The recommendation was included in a 56-page report (PDF) issued Wednesday by the Government Accountability Office, the government agency that provides auditing, evaluation and investigative services for Congress. The report was prepared at the request two years ago by Rep. Frank Pallone Jr. (D-N.J.), chairman of the House Energy and Commerce Committee, which has scheduled a hearing to discuss the subject for Feb. 26.
Vietnam’s fake document industry has upgraded for the information age.
Vietnam has one of the largest populations of Facebook users in the world. According to Noudhy Valdryno, a representative from Facebook’s Asia-Pacific Division, the country has 42 million daily users, accounting for 17% of Southeast Asia’s total 242 million. With a robust local Facebook user base comes darker implications, however, such as the manifestation of fake news, bullying or porn bots. Continue reading “In Vietnam, Fake Death Certificates Are Weaponized to Hack Facebook Accounts”
VNE – Thứ tư, 12/4/2017, 16:09 (GMT+7)
Trong 47,3 triệu người Việt Nam có thể truy cập Internet thì 35 triệu người dùng mạng xã hội.
08/09/2018 01:48 GMT+7
VNN – Vượt qua nhiều chủ đề, vụ phát hiện mấy người mẫu đi khách với giá cao nhất lên đến 25.000 đô la ngay lập tức tràn ngập mạng xã hội và thậm chí là một số tờ báo.
Kể cũng đúng thôi, những chủ đề liên quan đến đời sống cá nhân, gây tò mò như vậy bao giờ chả thu hút được số đông độc giả.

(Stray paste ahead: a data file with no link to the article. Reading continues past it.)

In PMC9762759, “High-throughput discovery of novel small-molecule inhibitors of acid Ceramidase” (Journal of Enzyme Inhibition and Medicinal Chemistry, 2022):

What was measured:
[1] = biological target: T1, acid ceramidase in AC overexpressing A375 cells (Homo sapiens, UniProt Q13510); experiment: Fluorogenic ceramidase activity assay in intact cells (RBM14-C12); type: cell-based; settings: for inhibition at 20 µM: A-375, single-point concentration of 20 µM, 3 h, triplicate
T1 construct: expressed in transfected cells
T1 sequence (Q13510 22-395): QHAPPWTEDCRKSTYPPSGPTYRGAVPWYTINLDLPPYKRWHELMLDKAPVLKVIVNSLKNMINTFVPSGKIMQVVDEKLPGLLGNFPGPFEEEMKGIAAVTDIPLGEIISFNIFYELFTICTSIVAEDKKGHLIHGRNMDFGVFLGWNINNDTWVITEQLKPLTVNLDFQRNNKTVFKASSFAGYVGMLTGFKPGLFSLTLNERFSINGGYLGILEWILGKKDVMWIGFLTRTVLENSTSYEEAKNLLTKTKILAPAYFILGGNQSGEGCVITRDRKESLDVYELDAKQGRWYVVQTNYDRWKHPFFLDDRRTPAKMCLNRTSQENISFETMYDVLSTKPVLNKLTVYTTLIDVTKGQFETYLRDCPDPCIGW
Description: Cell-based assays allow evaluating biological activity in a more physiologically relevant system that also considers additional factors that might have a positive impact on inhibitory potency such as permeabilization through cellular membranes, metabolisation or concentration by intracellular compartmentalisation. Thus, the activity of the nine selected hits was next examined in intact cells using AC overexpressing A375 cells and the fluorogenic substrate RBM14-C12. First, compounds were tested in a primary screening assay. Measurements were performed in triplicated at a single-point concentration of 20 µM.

Chỉ có điều, thông tin “được xì ra” mất cân đối, chỉ tập trung vào các cô người mẫu bán dâm và lờ tịt đi người mua dâm và số tiền khủng được cho là họ trả. Continue reading “Mại dâm và nhân phẩm con người”
A new form of misinformation is poised to spread through online communities as the 2018 midterm election campaigns heat up. Called “deepfakes” after the pseudonymous online account that popularized the technique – which may have chosen its name because the process uses a technical method called “deep learning” – these fake videos look very realistic.
So far, people have used deepfake videos in pornography and satire to make it appear that famous people are doing things they wouldn’t normally. But it’s almost certain deepfakes will appear during the campaign season, purporting to depict candidates saying things or going places the real candidate wouldn’t. Continue reading “Detecting ‘deepfake’ videos in the blink of an eye”